A factory worker in eastern China's Jiangsu province. Photo: AFP

Activity in China’s factories expanded at its fastest pace in a decade last month, data showed Tuesday, the latest sign that the world’s number two economy is well on track to recovery from the coronavirus.

The purchasing managers’ index released by Chinese media group Caixin came just a day after official PMI figures showed growth at its fastest in more than three years.

PMIs are a key gauge of activity in the country’s factories, and the Caixin survey covers small and medium-sized enterprises. It is seen by some as a more accurate reflection of China’s economic situation than the official government figures, which more closely track the condition of large state groups.

The 54.9 reading for November smashed expectations – which were for a result around the same as October’s 53.6 – and is the strongest since November 2010. Anything above 50 is considered growth.

The data suggested that manufacturing firms logged a “sharp and accelerated rise in production” in November, with companies attributing this to greater order volumes and recovery from Covid-19 disruptions earlier in the year.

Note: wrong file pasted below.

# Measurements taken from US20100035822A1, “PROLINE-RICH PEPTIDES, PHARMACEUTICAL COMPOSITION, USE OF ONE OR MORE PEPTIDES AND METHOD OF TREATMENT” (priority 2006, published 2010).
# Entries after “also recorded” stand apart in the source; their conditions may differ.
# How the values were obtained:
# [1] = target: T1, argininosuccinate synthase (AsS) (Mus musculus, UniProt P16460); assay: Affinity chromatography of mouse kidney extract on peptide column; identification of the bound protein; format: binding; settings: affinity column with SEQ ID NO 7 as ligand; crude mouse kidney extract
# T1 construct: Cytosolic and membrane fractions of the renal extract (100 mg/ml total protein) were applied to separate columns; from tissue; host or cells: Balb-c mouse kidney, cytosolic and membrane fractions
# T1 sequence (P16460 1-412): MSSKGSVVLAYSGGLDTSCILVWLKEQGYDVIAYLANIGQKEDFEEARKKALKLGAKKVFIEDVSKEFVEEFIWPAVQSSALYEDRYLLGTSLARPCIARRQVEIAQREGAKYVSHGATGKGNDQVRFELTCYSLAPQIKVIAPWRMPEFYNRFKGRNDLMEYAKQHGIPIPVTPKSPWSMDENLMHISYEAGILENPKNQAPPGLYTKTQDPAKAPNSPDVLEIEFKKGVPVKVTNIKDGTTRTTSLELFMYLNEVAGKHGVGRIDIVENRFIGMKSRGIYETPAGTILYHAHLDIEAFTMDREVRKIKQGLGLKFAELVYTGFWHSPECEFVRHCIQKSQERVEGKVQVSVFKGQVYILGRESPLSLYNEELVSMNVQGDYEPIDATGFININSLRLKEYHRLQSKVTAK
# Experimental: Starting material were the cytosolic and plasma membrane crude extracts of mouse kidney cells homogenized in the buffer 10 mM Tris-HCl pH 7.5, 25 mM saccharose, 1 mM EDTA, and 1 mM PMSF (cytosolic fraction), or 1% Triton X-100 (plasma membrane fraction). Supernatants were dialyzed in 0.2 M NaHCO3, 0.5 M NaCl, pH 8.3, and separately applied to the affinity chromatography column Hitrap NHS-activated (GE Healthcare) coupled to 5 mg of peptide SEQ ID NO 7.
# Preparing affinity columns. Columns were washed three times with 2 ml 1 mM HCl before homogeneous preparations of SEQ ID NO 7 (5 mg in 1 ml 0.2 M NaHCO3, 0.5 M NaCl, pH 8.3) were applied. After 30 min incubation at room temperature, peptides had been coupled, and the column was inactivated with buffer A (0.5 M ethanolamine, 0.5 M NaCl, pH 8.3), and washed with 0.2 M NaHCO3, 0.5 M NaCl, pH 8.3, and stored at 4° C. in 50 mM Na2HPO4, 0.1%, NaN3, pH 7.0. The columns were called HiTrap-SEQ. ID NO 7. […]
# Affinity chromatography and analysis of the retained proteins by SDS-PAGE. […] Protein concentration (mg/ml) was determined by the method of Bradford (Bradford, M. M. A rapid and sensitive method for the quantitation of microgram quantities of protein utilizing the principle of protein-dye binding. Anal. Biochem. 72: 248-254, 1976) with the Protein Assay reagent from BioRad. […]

“Underlying data suggested that the upturn continued to be led by firmer domestic demand,” said Caixin.

But it added that despite a substantial rise in purchasing activity, the time taken to receive goods continued to lengthen, with reports of stock shortages at suppliers.

The official November PMI came in at 52.1, data showed Monday, beating the 51.4 seen the month before and back at levels last seen in September 2017.

Julian Evans-Pritchard, senior China economist at consultancy Capital Economics, said the employment component was “particularly encouraging,” adding that improvements in the labor market will drive further recovery in consumption.

Exports are also a factor. “Taken together, both surveys suggest that foreign demand for Covid-19 related products remains strong, amid fresh lockdowns abroad and hints at a further acceleration in export growth in the near-term,” Capital Economics added in a report.